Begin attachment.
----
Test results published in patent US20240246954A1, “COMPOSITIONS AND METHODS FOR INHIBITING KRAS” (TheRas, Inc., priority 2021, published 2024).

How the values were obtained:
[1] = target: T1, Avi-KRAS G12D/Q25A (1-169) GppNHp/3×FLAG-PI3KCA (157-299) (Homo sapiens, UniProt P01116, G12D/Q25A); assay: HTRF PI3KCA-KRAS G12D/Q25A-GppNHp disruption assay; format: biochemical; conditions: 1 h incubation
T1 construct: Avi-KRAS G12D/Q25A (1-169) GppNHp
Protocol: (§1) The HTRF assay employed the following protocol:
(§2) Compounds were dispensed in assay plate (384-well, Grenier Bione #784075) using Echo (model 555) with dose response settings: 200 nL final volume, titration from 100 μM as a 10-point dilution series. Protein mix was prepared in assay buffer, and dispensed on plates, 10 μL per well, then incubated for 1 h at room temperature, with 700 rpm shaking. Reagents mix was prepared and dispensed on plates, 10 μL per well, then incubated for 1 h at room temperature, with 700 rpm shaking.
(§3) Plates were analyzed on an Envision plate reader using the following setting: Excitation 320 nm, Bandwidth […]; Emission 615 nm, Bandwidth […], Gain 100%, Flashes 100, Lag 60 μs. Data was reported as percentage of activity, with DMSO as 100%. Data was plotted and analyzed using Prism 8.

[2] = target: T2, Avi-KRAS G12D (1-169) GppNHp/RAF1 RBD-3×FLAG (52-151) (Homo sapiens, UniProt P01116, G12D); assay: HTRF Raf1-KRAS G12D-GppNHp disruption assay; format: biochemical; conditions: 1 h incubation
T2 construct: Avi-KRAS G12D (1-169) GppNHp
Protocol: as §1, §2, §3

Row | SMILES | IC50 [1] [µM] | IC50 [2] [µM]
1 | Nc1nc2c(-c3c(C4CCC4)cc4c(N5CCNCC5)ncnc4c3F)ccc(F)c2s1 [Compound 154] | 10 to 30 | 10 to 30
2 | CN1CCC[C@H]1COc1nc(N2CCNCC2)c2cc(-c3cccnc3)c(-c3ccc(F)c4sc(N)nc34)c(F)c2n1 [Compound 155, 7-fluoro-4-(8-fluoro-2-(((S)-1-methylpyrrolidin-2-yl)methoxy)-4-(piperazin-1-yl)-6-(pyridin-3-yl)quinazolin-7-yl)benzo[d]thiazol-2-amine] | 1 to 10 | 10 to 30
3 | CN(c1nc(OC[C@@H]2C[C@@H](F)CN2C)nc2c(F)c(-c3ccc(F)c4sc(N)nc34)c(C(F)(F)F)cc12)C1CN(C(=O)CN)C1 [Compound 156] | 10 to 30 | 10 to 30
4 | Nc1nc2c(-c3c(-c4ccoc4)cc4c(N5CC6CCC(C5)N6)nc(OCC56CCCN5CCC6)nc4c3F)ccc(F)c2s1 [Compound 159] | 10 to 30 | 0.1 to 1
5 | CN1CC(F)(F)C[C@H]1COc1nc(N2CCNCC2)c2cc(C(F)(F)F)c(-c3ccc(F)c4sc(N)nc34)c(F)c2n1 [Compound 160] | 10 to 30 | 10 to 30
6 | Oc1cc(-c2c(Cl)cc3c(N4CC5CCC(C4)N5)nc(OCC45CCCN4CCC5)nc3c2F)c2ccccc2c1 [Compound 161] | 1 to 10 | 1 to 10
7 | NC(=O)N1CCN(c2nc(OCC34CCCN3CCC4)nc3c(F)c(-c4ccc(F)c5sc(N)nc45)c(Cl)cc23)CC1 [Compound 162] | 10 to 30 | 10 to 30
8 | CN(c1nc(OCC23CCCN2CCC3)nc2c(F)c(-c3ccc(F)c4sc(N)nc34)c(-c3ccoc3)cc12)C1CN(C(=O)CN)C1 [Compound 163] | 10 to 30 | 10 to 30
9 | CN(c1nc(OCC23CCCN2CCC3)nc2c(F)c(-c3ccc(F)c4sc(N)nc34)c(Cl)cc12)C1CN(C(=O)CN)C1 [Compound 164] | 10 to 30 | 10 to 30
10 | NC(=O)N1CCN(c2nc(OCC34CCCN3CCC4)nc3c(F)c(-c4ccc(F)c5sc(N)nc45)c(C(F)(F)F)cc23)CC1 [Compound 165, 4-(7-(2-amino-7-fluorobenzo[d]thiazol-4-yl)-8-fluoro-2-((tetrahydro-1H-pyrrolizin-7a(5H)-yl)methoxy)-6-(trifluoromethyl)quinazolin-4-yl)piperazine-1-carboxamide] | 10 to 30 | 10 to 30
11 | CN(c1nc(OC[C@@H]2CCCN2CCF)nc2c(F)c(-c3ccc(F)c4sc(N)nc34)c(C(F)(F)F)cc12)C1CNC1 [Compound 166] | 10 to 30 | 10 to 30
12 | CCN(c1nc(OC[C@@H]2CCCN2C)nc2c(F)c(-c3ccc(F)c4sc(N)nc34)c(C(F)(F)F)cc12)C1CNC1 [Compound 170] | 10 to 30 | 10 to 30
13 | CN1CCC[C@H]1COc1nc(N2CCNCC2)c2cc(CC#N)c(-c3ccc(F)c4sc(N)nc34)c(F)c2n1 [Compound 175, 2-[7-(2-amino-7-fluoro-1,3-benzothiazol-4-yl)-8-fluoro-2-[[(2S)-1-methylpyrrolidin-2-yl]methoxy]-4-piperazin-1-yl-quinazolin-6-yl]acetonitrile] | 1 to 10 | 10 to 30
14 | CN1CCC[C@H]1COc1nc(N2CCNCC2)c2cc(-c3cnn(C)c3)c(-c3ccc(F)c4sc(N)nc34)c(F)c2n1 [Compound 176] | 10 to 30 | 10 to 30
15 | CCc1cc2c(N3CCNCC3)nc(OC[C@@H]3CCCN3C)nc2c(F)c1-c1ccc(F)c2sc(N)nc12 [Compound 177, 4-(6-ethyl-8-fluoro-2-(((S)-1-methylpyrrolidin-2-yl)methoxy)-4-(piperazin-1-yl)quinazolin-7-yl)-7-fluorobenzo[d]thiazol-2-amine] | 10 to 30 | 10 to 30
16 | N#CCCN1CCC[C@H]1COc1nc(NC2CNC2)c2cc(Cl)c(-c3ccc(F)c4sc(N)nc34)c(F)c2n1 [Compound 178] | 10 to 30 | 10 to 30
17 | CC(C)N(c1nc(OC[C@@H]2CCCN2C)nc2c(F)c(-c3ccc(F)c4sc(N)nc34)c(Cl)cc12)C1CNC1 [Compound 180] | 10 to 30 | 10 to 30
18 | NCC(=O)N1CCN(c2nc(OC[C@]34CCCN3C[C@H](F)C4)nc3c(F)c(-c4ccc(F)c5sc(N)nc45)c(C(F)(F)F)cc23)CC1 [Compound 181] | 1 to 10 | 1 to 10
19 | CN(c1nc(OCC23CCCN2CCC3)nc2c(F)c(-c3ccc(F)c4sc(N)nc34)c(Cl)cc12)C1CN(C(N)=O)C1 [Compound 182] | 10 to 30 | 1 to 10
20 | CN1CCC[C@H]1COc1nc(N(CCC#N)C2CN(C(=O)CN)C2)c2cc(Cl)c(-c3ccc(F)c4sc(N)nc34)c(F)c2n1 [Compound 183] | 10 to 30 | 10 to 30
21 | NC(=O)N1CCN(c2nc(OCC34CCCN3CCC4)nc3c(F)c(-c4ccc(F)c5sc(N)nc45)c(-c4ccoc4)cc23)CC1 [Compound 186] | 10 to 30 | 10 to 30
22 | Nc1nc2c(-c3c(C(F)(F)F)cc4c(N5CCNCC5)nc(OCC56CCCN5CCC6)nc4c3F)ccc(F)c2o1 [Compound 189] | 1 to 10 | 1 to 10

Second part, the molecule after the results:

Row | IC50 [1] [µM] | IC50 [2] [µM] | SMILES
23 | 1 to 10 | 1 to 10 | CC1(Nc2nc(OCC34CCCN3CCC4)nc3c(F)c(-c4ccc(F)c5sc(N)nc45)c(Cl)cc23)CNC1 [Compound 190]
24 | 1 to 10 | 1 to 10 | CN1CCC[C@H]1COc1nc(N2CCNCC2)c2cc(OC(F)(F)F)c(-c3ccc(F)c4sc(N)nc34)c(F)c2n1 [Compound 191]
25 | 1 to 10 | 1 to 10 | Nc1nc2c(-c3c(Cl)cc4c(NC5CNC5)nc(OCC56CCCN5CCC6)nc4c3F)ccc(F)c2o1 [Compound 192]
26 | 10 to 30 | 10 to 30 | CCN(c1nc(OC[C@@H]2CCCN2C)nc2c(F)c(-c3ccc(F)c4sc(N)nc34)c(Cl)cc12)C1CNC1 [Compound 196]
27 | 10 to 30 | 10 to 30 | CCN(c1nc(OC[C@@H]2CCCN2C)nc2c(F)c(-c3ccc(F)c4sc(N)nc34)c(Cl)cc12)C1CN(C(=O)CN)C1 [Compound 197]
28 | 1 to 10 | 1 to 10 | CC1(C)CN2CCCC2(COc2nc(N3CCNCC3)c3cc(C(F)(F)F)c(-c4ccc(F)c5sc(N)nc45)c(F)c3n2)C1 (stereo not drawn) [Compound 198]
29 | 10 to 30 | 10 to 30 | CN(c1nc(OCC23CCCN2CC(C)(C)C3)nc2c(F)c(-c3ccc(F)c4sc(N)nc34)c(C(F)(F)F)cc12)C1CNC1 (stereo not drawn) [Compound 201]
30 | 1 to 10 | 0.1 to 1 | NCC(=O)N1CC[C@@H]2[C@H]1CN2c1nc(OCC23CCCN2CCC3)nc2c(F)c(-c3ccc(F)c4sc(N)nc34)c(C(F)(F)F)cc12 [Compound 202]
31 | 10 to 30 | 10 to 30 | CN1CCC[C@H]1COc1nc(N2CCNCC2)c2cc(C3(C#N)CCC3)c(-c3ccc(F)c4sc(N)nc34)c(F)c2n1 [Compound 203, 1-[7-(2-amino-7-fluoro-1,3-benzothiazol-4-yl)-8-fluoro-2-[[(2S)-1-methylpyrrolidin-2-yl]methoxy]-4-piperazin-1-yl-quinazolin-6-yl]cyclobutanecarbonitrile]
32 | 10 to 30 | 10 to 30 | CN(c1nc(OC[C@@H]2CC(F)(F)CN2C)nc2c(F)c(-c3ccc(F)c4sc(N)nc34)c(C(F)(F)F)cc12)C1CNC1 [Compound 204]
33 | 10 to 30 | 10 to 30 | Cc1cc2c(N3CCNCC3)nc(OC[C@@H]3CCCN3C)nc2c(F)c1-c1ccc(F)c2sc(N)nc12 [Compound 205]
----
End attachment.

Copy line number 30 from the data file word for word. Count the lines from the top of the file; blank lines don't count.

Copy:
19 | CN(c1nc(OCC23CCCN2CCC3)nc2c(F)c(-c3ccc(F)c4sc(N)nc34)c(Cl)cc12)C1CN(C(N)=O)C1 [Compound 182] | 10 to 30 | 1 to 10